It was about less than a year ago that I read the book “I am Malala” and it was indeed special to meet Malala! Her story was one of the most heart touching and inspiring stories I read in the recent past, a story I would wish to tell my daughter. It was a very sudden and random opportunity I got to meet MALALA, the brave young lady and also the Nobel Peace Prize winner this year at the Forbes Under 30 Summit. It’s not always that we get to meet global icons and penning down the experience (big or small) makes me feel good!
People at the Forbes event presented their ideas and their innovations to change the world they live in and matter to them (technology, environment, medicine etc). All the innovative ideas had their inception in their real life experiences. So does this teenager! Hence, she was an apt choice to be the guest at this event for she is truly an achiever especially coming from the most odd social and political background with her only motive to study!
My first glimpse of her was when she was walked into a closed room in a simple green and orange salwar suit. Her father accompanied her as always! A striking feature of hers is her simplicity and innocence! Just as any young person, she was excited to meet people and starting speaking to and thanking all the school students who had come there! She dint need any protocol! She met every student and clicked pictures with everyone. Here is ours! 🙂 (Doesn’t she look one amongst us?)
It was then time for Q&A with Ronnan Farrow. She answered every question very clearly and confidently in simple English. She had not even an iota of hesitation in her answers. Her passion towards education was visible in her eyes and every word she spoke. For most of us who were fortunate to have come from backgrounds where education was a default in life, her life seems to be a movie story. Interestingly, she herself mentioned that her life is like a movie. It had a happy start, then a villain came into her life with some unfortunate incidents but then its all a happy ending! 🙂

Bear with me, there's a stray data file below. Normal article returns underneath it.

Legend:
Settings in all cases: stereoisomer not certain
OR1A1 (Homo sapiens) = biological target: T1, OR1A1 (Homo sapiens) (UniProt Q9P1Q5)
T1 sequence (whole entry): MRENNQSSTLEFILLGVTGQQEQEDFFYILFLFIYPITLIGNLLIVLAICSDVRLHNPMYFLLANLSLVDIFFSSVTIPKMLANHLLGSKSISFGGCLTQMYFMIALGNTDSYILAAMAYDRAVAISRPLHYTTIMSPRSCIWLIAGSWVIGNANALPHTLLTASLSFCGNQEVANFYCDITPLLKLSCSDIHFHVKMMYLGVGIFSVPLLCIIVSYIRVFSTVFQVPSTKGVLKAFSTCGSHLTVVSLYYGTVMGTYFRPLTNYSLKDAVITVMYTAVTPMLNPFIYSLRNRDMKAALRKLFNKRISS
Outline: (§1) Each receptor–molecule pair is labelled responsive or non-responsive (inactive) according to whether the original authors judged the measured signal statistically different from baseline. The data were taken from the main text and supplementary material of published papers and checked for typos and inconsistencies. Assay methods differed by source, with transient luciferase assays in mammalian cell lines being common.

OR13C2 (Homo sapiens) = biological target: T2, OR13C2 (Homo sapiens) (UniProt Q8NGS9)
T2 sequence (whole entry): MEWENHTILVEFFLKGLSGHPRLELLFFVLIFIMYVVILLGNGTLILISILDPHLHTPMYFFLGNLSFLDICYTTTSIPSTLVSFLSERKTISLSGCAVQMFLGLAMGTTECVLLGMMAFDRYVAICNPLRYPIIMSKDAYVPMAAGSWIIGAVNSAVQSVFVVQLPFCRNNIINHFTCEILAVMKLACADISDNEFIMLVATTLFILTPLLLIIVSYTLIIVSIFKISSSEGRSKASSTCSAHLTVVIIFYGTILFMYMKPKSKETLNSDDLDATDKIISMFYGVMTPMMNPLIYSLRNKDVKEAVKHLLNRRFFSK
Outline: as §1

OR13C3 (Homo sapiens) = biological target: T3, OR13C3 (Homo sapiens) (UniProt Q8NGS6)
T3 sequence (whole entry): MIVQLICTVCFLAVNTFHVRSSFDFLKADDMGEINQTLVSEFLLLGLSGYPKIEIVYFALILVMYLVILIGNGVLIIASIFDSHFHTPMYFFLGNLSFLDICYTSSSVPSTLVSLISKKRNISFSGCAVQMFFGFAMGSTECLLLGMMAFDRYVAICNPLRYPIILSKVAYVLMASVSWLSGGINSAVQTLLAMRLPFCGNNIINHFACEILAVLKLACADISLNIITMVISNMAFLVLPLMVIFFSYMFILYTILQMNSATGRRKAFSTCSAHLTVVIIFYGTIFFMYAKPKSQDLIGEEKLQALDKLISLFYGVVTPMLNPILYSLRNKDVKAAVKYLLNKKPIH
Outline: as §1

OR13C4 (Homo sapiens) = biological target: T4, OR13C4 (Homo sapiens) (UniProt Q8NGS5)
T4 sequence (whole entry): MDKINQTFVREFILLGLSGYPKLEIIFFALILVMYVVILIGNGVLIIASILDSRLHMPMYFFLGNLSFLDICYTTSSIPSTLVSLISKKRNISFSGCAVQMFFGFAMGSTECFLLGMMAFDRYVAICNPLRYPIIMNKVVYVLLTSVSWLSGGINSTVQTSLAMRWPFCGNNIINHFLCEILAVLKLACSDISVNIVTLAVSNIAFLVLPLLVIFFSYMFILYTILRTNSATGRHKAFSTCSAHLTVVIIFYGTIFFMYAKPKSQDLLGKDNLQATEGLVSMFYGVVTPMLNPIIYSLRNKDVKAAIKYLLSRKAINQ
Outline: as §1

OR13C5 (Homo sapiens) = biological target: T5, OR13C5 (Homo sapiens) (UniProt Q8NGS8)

While her father seems to be her backbone, her mother seems to be her motivation. She said, ” her (mother) struggle to get more education gives me more strength and courage”. She said she was in the chemistry class when her teacher said that she won the Nobel Prize! (Now that could be a historic moment of her life). Her life in her words seems to be normal when she said that she could not finish her homework the weekend she won the Nobel Prize. Apparently when her teacher asked her for her homework she said, “Mam, I won the prize, I was busy” and the teacher said, “So what?” She said she was enjoying the matured life she has outside, the normal life (fighting with her brothers) at home and a student in school for she has chosen to be so and no one forced this on her. It was interesting when the journalist asked her about her reactions on she being called a feminist. She quite dint agree to it but there was laughter when she said, “I met some amazing girls, as well as some boys who are also a bit amazing”. 🙂 She expressed her views (bold ones) on interpretation of Islamic laws by groups, which believed that it is against the law to go to school. ( I learnt from her that apparently there are 72 groups in Islam). She also shared the views she expressed to President Obama on sending weapons, drone attacks and supporting democracy in Pakistan but was hesitant to share his responses to her questions.
I believe this passionate teenager who aspires to be the Prime Minister surely has a spark in her. She said she is looking forward to go back to Pakistan and visit her school and home region! I wish her all the choicest wishes in everything she does in school and in the world at large!
As much as I respect this brave young lady, I do stand on my opinion on conferring the Nobel Prize to her may not be a right decision, probably at this point of time. She surely deserves the highest civilian award for bravery, conviction etc. I am sure that she has the will, passion, support and whatever it takes to do work towards the education of girls, but I believe this award is to honour people for almost lifetime of work in their field. It is not a signal of support but a signal of accomplishment.